I, like her, am not the daughter of immigrants, but the offspring of Africans displaced and enslaved to build an entire continent’s empire. I bear the marks of a citizenship that finds every opportunity to deny I exist. This is further exacerbated by the fact that my country obliterated my history so that I’ll never definitively know I existed anywhere else. This is how I learned I was a “problem,” the kind DuBois talked about.
I came to Cameroon not through proximity of blood but through the transformation of a diasporic distance that defined me generations before I held the American passport that got me in. Dani was reminding me to remember that. To never forget, as if my memory of these circumstances were an option. It had never been before.
Sitting there, dumbfounded, with a stomach too close to eating its own lining to respond, I didn’t understand why she expected that day to be any different.
She clarified. While pouring Tangui mineral water into the wine glass, Dani recounted all the ways she found herself unable to escape her foreign, regardless of how hard she tried: her locs; her hesitant handedness with Maggi; a revolutionary tongue, wanting to connect, but not through French; the way she walked around the quartier. All of them giveaways, confounding her in their irreconcilability, despite her skin.
“Do you get that?” she asked, the question almost rhetorical. “You’re lighter than me!” Despite the fresh box braids, I was the quintessential March residue of a D.C. winter because my melanin did as much hibernating as the sun. But I was also the structure sitting between a woman and her right to claim her home, burning in my chair as someone else’s sacrificial offering.
For what? For resolution? The goal has never been to not be a paradox, but to dismantle the conditions that have made us into contradictions.
That day, Dani sat across from me, disappointed, trying to make sense of how her blackness, proved inadequate to grant her the status of being Cameroonian.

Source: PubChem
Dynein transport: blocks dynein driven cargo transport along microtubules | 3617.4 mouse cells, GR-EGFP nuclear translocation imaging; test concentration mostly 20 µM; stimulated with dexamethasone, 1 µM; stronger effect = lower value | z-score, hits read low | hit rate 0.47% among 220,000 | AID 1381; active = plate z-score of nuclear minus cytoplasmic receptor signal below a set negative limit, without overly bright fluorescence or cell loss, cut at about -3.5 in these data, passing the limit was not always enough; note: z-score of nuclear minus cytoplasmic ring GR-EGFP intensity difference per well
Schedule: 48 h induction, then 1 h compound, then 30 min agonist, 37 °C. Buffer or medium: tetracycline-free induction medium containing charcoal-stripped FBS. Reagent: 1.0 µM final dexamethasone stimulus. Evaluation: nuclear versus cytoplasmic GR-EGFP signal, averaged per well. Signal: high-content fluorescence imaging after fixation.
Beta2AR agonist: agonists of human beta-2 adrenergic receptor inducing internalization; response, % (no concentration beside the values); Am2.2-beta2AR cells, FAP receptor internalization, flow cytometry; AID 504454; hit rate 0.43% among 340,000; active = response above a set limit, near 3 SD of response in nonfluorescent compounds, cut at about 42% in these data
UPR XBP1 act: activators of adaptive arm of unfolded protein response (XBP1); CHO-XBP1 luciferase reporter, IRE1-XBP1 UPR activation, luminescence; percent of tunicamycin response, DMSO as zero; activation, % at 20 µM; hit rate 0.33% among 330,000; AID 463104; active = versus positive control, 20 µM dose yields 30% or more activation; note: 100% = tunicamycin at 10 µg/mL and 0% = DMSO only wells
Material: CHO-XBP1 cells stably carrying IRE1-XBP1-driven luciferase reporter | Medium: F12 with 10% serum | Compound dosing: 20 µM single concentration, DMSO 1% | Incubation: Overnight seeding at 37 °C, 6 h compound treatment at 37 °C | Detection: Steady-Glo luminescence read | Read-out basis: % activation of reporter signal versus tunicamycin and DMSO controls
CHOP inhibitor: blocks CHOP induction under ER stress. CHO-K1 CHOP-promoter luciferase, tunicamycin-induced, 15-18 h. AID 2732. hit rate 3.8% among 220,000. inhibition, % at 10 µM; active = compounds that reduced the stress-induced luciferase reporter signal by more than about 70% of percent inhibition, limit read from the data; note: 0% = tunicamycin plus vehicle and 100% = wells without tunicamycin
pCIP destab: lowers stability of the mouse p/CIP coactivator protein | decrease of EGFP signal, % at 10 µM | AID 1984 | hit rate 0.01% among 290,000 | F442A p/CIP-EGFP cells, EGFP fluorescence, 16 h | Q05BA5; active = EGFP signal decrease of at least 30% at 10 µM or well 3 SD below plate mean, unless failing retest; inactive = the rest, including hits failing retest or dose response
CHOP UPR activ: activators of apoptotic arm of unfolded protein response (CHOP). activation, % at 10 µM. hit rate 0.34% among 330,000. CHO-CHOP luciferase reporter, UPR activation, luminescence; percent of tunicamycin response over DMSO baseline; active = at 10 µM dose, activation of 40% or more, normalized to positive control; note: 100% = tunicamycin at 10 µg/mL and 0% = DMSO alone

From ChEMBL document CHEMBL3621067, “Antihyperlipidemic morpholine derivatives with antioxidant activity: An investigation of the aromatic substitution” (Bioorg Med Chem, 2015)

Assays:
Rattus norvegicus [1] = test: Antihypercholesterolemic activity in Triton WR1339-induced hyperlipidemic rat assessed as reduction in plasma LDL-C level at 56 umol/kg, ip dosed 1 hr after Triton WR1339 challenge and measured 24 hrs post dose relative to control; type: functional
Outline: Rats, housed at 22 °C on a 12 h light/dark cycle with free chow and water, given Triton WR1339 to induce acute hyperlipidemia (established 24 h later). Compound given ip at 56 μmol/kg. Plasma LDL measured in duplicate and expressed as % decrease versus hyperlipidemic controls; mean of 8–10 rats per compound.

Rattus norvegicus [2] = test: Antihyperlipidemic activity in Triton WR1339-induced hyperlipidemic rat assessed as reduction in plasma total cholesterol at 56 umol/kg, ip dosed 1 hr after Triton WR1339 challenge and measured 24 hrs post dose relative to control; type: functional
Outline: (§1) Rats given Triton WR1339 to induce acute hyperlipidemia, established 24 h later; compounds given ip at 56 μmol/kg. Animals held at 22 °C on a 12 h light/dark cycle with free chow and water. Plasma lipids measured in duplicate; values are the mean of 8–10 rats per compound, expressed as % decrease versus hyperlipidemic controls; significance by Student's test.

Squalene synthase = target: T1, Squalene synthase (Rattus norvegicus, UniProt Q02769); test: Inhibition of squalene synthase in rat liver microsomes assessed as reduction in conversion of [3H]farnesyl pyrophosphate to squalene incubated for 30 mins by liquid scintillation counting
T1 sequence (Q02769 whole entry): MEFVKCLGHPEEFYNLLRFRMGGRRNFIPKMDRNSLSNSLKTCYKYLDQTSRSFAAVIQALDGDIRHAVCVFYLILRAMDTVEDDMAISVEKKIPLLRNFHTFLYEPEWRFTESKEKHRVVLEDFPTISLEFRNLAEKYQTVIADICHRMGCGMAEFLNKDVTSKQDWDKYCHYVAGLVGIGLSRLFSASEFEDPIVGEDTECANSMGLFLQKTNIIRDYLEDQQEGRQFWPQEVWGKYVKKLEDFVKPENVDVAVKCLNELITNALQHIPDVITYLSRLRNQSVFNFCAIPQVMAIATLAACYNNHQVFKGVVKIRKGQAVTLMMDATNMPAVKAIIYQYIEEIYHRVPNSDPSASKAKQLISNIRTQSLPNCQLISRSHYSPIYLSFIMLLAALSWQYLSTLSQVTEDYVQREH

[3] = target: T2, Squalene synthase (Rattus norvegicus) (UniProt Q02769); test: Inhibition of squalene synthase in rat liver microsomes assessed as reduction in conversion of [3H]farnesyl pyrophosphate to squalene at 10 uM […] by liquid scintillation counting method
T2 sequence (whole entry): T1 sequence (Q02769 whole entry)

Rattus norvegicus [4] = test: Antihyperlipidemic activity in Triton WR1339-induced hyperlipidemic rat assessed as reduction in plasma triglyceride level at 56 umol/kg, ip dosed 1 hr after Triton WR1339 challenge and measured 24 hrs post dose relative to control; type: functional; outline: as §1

In her essay, “Learning from the '60s,” Audre Lorde wrote, “You do not have to be me in order for us to fight alongside each other. I do not have to be you to recognize that our wars are the same.” She and I, as African Americans, share with Cameroonians the experience of a global system of anti-Black racism wielded against people of African descent. But that experience shifts and mutates from one location to another.
The search for home does not entitle us to collapse those differences.
Whenever we deny this, a new battle is waged. A false sense of security is fostered for the sake of finding home in our skin. Under the guise of racial solidarity and historical consolation, the desire to come off as Cameroonian masked a hope to forge kinship through the mechanisms of appropriation through erasure. The historical, social and political economic legacies that have materialized into present-day Cameroon paled in comparison to the trauma of our ancestors’ enslavement. As if being African American gave us a right to ignore this, simply for the color of our skin. As if we hadn’t seen the effects of this stance before. Two thousand miles away from where we were sitting, in Liberia, stands a national capital city named after a US President, the only one other than D.C., where we returned and colonized our own kin.
Here we were, Dani and I in Cameroon witnessing history repeat itself for a veritable Africanness with more grounding in our imaginations than in the roads we were becoming accustomed to walking. Despite how relentlessly this new soil stained us, we found ourselves narrating the terms of our new relationship by referencing an old familiar script.